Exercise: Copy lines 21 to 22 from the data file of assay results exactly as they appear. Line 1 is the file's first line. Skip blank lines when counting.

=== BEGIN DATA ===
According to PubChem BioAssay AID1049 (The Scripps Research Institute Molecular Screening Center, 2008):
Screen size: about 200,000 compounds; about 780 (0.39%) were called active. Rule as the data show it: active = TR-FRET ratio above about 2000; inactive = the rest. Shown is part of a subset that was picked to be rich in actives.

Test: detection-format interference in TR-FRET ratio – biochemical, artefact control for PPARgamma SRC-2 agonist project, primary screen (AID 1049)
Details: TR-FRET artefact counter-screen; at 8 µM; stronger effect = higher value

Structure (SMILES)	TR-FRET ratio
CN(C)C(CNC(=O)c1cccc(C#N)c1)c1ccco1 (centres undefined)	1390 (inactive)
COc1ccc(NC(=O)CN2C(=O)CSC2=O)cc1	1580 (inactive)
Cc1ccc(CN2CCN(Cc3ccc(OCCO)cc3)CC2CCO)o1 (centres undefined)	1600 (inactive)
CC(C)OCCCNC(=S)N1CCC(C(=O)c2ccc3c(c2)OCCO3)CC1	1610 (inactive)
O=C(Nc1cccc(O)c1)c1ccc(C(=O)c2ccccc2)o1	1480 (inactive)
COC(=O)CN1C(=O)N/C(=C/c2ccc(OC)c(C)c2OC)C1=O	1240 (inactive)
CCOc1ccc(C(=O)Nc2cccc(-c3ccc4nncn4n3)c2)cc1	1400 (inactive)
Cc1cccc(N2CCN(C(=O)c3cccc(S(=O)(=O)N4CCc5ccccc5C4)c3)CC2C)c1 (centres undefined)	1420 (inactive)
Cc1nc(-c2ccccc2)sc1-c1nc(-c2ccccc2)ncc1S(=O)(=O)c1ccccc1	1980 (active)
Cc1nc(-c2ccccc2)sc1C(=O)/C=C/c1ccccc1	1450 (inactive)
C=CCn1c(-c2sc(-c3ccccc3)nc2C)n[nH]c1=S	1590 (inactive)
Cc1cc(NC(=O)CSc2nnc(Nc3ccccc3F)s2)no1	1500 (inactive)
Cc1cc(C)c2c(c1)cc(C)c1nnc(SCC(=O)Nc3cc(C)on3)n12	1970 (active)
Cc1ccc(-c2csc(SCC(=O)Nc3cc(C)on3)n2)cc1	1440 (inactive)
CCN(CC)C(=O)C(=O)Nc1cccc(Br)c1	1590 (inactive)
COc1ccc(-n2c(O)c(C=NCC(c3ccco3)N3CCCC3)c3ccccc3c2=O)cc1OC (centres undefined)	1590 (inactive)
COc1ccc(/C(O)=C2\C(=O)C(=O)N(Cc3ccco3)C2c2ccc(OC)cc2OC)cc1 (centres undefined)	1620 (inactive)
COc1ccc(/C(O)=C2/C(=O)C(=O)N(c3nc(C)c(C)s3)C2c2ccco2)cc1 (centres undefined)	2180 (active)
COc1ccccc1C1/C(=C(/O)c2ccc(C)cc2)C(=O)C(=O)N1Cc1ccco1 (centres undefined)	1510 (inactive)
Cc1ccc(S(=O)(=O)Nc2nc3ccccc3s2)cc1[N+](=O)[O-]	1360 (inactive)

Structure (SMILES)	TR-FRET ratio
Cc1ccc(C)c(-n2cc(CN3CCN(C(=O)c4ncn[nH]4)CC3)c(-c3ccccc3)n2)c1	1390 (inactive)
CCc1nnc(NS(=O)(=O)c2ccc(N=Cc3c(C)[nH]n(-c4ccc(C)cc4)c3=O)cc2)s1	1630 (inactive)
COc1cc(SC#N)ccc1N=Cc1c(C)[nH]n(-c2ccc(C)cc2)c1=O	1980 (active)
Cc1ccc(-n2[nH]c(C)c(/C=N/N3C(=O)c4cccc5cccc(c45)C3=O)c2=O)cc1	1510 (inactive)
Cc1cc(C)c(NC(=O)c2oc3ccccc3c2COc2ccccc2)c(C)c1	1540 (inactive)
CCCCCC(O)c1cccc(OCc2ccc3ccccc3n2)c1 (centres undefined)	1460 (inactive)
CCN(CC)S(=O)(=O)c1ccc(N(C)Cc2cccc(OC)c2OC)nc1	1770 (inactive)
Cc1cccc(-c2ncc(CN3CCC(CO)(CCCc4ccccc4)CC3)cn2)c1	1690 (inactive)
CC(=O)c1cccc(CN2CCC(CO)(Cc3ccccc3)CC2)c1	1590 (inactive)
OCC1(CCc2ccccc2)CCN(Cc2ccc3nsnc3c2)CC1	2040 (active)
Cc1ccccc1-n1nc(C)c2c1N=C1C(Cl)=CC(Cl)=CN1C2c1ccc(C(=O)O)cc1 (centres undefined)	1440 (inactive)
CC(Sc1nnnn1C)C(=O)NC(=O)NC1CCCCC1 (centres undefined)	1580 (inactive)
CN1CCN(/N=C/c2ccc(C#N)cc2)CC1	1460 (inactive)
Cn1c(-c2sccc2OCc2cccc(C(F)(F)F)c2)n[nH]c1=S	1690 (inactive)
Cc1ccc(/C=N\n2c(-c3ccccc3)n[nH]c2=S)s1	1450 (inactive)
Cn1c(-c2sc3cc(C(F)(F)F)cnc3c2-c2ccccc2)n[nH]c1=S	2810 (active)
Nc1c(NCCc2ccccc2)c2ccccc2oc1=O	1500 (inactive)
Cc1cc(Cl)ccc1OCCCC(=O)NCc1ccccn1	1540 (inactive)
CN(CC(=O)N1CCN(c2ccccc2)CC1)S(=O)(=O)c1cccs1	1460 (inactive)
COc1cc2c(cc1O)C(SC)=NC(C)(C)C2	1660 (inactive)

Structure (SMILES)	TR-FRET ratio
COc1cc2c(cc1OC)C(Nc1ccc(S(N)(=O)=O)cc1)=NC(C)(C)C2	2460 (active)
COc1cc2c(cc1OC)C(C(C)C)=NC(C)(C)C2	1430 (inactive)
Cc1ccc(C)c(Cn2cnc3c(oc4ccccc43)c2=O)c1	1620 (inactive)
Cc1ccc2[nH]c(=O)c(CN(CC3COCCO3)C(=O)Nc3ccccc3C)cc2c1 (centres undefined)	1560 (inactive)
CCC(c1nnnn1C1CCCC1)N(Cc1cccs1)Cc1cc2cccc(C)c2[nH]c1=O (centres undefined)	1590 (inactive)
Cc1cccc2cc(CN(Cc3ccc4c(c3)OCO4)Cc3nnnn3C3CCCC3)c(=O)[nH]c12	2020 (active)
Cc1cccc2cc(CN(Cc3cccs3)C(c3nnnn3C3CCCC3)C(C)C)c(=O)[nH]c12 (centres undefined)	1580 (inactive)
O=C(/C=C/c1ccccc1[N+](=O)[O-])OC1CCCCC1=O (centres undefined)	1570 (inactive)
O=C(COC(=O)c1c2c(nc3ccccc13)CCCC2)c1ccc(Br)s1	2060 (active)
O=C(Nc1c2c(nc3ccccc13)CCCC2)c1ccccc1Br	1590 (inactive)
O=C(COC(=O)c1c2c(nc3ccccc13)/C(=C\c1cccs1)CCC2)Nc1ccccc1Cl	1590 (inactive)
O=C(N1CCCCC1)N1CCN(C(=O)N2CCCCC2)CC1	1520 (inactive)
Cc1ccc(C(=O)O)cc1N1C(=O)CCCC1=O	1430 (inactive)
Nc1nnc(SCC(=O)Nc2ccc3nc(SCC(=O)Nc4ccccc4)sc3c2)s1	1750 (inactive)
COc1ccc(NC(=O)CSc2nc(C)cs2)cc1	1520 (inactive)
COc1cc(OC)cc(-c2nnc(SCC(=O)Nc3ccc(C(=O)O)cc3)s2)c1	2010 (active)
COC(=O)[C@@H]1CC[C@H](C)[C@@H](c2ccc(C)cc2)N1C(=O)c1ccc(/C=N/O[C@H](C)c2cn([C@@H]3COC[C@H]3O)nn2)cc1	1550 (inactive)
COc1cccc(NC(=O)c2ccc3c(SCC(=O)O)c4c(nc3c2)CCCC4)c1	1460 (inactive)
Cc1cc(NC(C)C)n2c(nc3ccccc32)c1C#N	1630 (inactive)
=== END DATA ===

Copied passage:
COc1ccc(-n2c(O)c(C=NCC(c3ccco3)N3CCCC3)c3ccccc3c2=O)cc1OC (centres undefined)	1590 (inactive)
COc1ccc(/C(O)=C2\C(=O)C(=O)N(Cc3ccco3)C2c2ccc(OC)cc2OC)cc1 (centres undefined)	1620 (inactive)